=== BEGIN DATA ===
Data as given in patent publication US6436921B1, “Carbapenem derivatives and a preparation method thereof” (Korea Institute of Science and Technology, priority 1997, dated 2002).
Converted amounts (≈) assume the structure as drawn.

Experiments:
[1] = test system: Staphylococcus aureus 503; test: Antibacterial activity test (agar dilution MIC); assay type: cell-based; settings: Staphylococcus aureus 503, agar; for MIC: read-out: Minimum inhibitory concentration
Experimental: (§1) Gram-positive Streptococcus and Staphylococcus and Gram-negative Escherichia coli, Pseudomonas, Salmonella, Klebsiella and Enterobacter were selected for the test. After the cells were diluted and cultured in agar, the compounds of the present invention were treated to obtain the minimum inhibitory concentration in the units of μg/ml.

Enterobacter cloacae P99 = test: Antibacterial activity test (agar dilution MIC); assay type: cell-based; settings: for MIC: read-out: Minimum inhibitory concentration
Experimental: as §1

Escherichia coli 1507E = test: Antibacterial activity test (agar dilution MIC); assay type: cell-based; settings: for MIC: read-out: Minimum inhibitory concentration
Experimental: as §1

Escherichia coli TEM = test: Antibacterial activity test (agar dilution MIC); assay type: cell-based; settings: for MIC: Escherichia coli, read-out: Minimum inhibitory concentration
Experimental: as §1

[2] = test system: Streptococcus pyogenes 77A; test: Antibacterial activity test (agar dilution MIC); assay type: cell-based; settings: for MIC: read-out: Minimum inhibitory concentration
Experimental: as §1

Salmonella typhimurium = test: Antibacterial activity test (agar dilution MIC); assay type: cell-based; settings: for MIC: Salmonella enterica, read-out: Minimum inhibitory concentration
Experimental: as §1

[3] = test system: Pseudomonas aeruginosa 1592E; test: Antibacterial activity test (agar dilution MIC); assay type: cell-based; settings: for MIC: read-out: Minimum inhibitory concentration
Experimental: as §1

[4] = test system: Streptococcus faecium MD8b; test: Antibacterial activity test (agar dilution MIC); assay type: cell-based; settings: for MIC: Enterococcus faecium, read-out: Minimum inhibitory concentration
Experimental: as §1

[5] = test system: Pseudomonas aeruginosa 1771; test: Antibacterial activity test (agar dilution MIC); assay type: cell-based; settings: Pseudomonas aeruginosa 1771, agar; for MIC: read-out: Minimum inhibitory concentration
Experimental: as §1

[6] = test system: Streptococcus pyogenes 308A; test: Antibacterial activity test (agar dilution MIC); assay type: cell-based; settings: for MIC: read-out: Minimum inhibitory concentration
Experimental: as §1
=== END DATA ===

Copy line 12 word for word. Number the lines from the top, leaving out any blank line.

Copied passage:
[2] = test system: Streptococcus pyogenes 77A; test: Antibacterial activity test (agar dilution MIC); assay type: cell-based; settings: for MIC: read-out: Minimum inhibitory concentration